Doug Oliver, the youngest Democratic contender for mayor, got the biggest cheers at a forum planned and executed Tuesday by Central High School students.

Melissa Murray Bailey, the lone Republican candidate, won applause when she said one-party rule had gone on for too long in Philadelphia.

And Nelson Diaz, who told the audience of 12th graders they were the most important people on his schedule, surprised the audience when he said his favorite pop star was Jennifer Lopez.

On policy answers, the candidates hewed to more familiar answers: Jim Kenney wants universal prekindergarten. Diaz wants immediate dissolution of the School Reform Commission - something the mayor cannot control. Lynne M. Abraham wants to get rid of the PICA board. State Sen. Anthony H. Williams thinks tensions between Philadelphia School District schools and charter schools are not productive. Oliver said he would be a fresh set of eyes in politics.

But the student-moderated panel yielded some unusual moments.

Diaz, who said he got into the race to fix public schools, professed his affection for the students.

"I love you," he said.

T. Milton Street told the students that they were not "safe today when you leave here," hammering home a point that the city was too violent and that as mayor, he would make public safety his top priority.

One student asked what the candidates would do to keep millennials in Philadelphia. Young people, the student observed, tend to "date Philadelphia and marry New York."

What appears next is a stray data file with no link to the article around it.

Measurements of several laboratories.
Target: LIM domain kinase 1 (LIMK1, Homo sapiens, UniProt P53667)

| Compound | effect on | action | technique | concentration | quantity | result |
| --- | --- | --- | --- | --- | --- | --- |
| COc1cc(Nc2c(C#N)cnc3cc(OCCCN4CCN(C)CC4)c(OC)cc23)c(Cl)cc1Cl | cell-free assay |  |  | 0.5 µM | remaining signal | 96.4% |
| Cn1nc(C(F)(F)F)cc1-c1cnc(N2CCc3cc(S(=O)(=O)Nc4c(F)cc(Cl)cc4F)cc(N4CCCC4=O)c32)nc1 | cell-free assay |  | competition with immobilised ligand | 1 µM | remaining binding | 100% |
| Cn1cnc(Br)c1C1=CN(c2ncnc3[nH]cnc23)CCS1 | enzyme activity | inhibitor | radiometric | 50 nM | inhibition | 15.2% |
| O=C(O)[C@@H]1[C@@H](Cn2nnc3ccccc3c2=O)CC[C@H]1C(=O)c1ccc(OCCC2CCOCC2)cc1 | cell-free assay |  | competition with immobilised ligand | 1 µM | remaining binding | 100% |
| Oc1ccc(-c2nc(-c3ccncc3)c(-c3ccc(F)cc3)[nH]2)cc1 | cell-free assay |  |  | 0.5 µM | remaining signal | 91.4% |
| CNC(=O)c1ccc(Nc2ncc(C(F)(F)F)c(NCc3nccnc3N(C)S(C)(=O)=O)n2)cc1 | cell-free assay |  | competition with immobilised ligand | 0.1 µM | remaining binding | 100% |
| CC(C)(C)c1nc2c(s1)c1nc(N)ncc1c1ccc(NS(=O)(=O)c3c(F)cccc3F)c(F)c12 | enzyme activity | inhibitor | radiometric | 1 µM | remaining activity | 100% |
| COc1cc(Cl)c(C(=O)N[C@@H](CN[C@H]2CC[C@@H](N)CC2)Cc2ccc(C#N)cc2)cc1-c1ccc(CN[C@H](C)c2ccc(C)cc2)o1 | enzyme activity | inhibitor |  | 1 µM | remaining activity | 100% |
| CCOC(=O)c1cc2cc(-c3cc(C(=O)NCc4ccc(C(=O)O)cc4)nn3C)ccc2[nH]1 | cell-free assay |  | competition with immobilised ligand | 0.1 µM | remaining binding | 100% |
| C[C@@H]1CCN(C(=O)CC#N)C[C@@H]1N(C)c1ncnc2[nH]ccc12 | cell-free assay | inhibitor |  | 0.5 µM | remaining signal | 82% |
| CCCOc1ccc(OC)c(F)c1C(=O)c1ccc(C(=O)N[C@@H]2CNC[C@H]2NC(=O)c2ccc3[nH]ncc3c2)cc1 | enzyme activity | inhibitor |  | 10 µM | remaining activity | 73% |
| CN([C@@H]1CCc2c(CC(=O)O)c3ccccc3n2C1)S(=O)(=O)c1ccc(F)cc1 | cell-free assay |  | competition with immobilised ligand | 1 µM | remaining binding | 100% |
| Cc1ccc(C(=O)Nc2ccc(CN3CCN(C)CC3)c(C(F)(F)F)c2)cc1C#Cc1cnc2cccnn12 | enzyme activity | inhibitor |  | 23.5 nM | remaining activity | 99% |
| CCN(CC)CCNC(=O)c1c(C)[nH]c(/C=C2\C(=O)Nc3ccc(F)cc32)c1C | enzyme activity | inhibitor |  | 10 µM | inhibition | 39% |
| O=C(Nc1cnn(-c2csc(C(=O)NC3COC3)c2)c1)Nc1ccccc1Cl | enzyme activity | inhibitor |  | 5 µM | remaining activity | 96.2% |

Oliver replied, "When you want to marry people, you treat them right."

Williams said that millennials and Philadelphia were "shacking up," but that millennials won't commit to the city the way officials want them to "until we fix the schools."

Kenney, pointing to legislation he pushed as a city councilman, said he was proud of what he had done to keep millennials in the city, but acknowledged concerns about schools and public transit.

He said he was proud of Philadelphia, but "we can do better."

The "Lancer Lightning Round" offered several revelations.

Cheesesteaks? Kenney thinks Tony Luke's are the best. Oliver favors Ed's Pizza House on Wayne Avenue. Bailey is for Pat's. Diaz likes Fiesta Pizza in Chestnut Hill. Street is for Dalessandro's. (Abraham and Williams departed before the lightning round.)

Favorite pop stars? Street likes Madonna. Kenney picked U2. Bailey chose Bon Jovi. Oliver named Jay Z, Diaz likes J-Lo.

Five of the candidates graded School Superintendent William R. Hite Jr., whose marks ranged from A (Street and Oliver) to C (Diaz). Kenney gave Hite a B+, and Bailey handed out a B.

The students, many of whom are eligible to vote in the May 19 primary, said they were largely impressed with the candidates' answers.

(Mostly. Vilajet Kovaci wished the candidates had spoken with "a little more depth," he said. "It was kind of superficial.")

Daneisha LaTorre, who will turn 18 just before the primary, said she was wowed by Oliver.

"I liked his charisma, and how young he was," LaTorre said. "But I wonder how he will do beyond people our age."

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